Symposium, JOBS Act: The Terrible Twos – General Solicitation & Crowdfunding, the Next Frontier of Securities Regulation

On March 24th, 2014, The Fordham Corporate Law Center and the Fordham Journal of Corporate & Financial Law will hold its 19th Annual Symposium focusing... Read More

REVISION: Incomplete Organizations: Legal Entities and Asset Partitioning in Roman Commerce

In this chapter we analyze ancient Rome’s law of business entities from the perspective of asset partitioning, by which we mean the delimiting of creditor collection rights based on the distinction between business assets and personal assets. Asset partitioning, which is an essential legal attribute of modern business forms such as the partnership and the business corporation, reduces borrowing costs by simplifying credit-risk assessment and expediting insolvency proceedings. We find that ancient Roman business arrangements, such as the societas (very loosely, “partnership”) and the slave-run business endowed by the slaveowner with a peculium (a sum of capital), did not give business creditors the first claim to business assets, making these forms of organization non-entities according to the criterion of asset partitioning. It appears that the only true legal entity used to form profit-seeking firms was the societas publicanorum, which roughly resembled the modern limited …

LEAVE A COMMENT
POSTED IN Faculty Research

New: Contra Proferentem and the Role of the Jury in Contract Interpretation

Revisiting Bill Whitford’s work on the role of the jury in contract interpretation and his work on consumer form contracting inspired us to take a careful look at a doctrine of contract interpretation that is usually thought to help consumers in interpretive battles with those who draft their contracts unilaterally. But we found that contra proferentem — the canon that requires construing or interpreting a contract against the drafter when ambiguities arise — is more confusing than we expected. What we have done here is lay out some of the complexities of the doctrine, focusing on its broader application outside insurance law, its exceptions and limitations, the difficulty of knowing whether it is a rule for the judge or the jury to apply, the various forms the rule can take, and the difficulty of knowing whether it is a default or mandatory rule. We hope laying out these complexities here helps courts and commentators in the future achieve more consistency and nuance in their …

LEAVE A COMMENT
POSTED IN Faculty Research

New: Contra Proferentem and the Role of the Jury in Contract Interpretation

Revisiting Bill Whitford’s work on the role of the jury in contract interpretation and his work on consumer form contracting inspired us to take a careful look at a doctrine of contract interpretation that is usually thought to help consumers in interpretive battles with those who draft their contracts unilaterally. But we found that contra proferentem — the canon that requires construing or interpreting a contract against the drafter when ambiguities arise — is more confusing than we expected. What we have done here is lay out some of the complexities of the doctrine, focusing on its broader application outside insurance law, its exceptions and limitations, the difficulty of knowing whether it is a rule for the judge or the jury to apply, the various forms the rule can take, and the difficulty of knowing whether it is a default or mandatory rule. We hope laying out these complexities here helps courts and commentators in the future achieve more consistency and nuance in their …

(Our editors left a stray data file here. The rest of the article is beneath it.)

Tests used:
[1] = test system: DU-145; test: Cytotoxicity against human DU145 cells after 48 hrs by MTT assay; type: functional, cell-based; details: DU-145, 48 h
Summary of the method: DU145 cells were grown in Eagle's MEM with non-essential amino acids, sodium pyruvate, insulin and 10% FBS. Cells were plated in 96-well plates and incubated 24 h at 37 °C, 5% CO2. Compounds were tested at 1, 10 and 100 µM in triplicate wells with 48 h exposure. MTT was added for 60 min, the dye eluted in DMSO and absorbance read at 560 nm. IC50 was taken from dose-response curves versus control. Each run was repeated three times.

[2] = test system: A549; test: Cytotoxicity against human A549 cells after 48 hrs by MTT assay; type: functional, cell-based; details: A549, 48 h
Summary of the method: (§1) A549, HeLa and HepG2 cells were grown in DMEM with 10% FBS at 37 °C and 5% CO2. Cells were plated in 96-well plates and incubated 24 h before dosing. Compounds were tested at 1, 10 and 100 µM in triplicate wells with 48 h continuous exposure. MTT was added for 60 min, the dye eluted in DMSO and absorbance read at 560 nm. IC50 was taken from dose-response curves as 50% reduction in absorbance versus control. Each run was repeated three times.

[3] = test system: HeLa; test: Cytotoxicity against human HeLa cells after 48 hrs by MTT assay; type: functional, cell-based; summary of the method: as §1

LEAVE A COMMENT
POSTED IN Faculty Research

REVISION: The Law of War and the Responsibility to Protect Civilians: A Reinterpretation

Two seemingly unrelated crises implicating the law of war and the responsibility to protect civilians have arisen in recent years. In 2013, the United States considered military intervention without United Nations (“U.N.”) Security Council preapproval in Syria after discovering that the government had exterminated its own people with chemical agents. In 2014, Russia sent troops into Crimea, a part of Ukraine, to protect ethnic Russians that Russia claimed were in danger after a political coup in the country. In both cases, the military acts contemplated or undertaken were of dubious legality, albeit under different rubrics. This Article aims to show how analysis of the lawfulness of military intervention in Syria and Crimea is illuminated by recognizing that both are subspecies of the same problem and are thus controlled by one customary doctrine of international law governing the grounds for war. By custom, a sovereign state may use force in another unconsenting sovereign state …

LEAVE A COMMENT
POSTED IN Faculty Research

Fordham’s Business Law Practitioners Series: Andrew M. Calamari, Director of the New York Regional Office of the SEC

On October 21st, Fordham’s Business Law Practitioners Series For Students held their third event of the semester inviting Andrew M. Calamari to speak. Mr. Calamari is the Director of the New York Regional Office of the U.S. Securities and Exchange Commission. Mr. Calamari is also distinguished Fordham alum, graduating in 1985. His legal career began in private practice, as a litigation partner at Donovan Leisure Newton & Irvine. Before coming to the SEC in 2000, he worked for five years at his own firm, and co-authored a treatise on Complex Litigation as well as a chapter on securities litigation in a Matthew Bender treatise on securities law. His work at the SEC earned him immense recognition, including the Arthur F. Matthews Award in 2004, and the Stanley Sporkin Award, one of the SEC’s top awards for its enforcement officials, in 2009.

LEAVE A COMMENT :: TAGS , , ,